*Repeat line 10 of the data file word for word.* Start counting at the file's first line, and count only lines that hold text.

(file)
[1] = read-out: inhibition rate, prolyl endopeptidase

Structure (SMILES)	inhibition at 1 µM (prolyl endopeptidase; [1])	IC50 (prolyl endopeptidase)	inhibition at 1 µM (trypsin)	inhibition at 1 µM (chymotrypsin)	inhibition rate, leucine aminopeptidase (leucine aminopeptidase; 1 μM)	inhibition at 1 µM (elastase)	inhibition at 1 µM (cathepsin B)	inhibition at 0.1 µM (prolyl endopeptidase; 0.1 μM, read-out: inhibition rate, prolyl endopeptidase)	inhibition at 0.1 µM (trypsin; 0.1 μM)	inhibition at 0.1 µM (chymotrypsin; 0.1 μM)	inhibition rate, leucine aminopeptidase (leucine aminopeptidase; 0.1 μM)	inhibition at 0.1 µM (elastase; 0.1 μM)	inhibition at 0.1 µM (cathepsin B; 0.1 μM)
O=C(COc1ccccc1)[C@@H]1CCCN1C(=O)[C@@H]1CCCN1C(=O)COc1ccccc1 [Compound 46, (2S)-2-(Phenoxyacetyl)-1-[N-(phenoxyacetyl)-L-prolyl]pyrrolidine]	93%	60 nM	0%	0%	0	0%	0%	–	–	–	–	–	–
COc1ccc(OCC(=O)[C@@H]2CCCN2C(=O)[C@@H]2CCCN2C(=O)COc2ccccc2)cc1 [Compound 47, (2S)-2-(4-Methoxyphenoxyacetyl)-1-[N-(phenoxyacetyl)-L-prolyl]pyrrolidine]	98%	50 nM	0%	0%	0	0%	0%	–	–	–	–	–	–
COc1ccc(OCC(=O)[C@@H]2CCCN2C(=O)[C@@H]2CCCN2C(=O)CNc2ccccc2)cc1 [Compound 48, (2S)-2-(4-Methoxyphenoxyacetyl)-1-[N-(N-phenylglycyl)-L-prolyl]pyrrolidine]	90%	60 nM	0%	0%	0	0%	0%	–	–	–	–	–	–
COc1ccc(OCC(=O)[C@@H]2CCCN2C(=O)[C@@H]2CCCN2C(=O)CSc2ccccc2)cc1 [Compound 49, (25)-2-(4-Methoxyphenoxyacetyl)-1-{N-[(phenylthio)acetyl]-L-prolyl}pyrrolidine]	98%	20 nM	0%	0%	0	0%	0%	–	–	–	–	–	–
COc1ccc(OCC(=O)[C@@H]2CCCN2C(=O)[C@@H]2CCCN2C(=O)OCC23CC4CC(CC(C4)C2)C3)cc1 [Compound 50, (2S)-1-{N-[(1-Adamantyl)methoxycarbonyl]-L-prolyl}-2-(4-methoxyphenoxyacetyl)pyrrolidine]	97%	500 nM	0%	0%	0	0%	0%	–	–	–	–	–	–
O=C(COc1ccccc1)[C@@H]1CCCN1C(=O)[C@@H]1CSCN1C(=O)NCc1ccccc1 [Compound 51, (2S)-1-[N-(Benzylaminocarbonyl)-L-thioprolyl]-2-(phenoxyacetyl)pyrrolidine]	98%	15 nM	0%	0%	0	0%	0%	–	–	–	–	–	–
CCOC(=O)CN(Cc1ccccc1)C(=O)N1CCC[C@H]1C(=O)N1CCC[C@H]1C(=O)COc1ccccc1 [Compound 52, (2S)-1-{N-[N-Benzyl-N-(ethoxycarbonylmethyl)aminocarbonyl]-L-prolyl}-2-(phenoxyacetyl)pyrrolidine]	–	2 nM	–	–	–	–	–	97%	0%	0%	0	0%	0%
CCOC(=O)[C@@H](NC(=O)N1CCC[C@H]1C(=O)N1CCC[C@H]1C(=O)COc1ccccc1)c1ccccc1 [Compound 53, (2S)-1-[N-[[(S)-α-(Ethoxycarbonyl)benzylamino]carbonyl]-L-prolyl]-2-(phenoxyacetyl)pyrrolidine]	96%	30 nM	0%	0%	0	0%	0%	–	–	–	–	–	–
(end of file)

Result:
CCOC(=O)[C@@H](NC(=O)N1CCC[C@H]1C(=O)N1CCC[C@H]1C(=O)COc1ccccc1)c1ccccc1 [Compound 53, (2S)-1-[N-[[(S)-α-(Ethoxycarbonyl)benzylamino]carbonyl]-L-prolyl]-2-(phenoxyacetyl)pyrrolidine]	96%	30 nM	0%	0%	0	0%	0%	–	–	–	–	–	–